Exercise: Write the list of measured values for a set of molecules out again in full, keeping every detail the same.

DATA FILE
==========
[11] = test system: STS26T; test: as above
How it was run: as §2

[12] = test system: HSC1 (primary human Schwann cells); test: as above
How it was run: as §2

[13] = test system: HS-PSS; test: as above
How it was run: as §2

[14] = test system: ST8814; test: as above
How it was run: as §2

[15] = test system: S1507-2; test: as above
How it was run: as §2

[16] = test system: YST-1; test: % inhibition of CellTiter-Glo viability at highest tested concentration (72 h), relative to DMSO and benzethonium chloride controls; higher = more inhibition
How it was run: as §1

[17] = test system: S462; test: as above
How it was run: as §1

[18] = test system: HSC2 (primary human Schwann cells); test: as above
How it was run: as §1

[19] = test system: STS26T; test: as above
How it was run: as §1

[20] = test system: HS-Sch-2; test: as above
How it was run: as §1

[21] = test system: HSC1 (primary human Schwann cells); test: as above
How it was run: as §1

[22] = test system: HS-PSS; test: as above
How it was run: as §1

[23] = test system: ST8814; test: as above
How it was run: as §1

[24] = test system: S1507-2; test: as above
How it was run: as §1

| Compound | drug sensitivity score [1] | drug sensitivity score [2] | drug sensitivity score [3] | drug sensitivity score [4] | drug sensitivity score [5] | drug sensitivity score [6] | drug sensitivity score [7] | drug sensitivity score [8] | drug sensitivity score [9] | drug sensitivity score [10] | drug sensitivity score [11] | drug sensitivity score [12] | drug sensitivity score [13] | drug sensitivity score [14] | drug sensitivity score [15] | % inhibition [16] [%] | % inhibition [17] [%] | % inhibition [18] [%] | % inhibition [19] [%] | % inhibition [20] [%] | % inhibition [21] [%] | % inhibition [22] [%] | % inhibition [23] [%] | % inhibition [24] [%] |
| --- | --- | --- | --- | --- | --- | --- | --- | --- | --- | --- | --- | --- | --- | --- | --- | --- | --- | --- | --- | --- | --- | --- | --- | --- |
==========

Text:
[11] = test system: STS26T; test: as above
How it was run: as §2

[12] = test system: HSC1 (primary human Schwann cells); test: as above
How it was run: as §2

[13] = test system: HS-PSS; test: as above
How it was run: as §2

[14] = test system: ST8814; test: as above
How it was run: as §2

[15] = test system: S1507-2; test: as above
How it was run: as §2

[16] = test system: YST-1; test: % inhibition of CellTiter-Glo viability at highest tested concentration (72 h), relative to DMSO and benzethonium chloride controls; higher = more inhibition
How it was run: as §1

[17] = test system: S462; test: as above
How it was run: as §1

[18] = test system: HSC2 (primary human Schwann cells); test: as above
How it was run: as §1

[19] = test system: STS26T; test: as above
How it was run: as §1

[20] = test system: HS-Sch-2; test: as above
How it was run: as §1

[21] = test system: HSC1 (primary human Schwann cells); test: as above
How it was run: as §1

[22] = test system: HS-PSS; test: as above
How it was run: as §1

[23] = test system: ST8814; test: as above
How it was run: as §1

[24] = test system: S1507-2; test: as above
How it was run: as §1

| Compound | drug sensitivity score [1] | drug sensitivity score [2] | drug sensitivity score [3] | drug sensitivity score [4] | drug sensitivity score [5] | drug sensitivity score [6] | drug sensitivity score [7] | drug sensitivity score [8] | drug sensitivity score [9] | drug sensitivity score [10] | drug sensitivity score [11] | drug sensitivity score [12] | drug sensitivity score [13] | drug sensitivity score [14] | drug sensitivity score [15] | % inhibition [16] [%] | % inhibition [17] [%] | % inhibition [18] [%] | % inhibition [19] [%] | % inhibition [20] [%] | % inhibition [21] [%] | % inhibition [22] [%] | % inhibition [23] [%] | % inhibition [24] [%] |
| --- | --- | --- | --- | --- | --- | --- | --- | --- | --- | --- | --- | --- | --- | --- | --- | --- | --- | --- | --- | --- | --- | --- | --- | --- |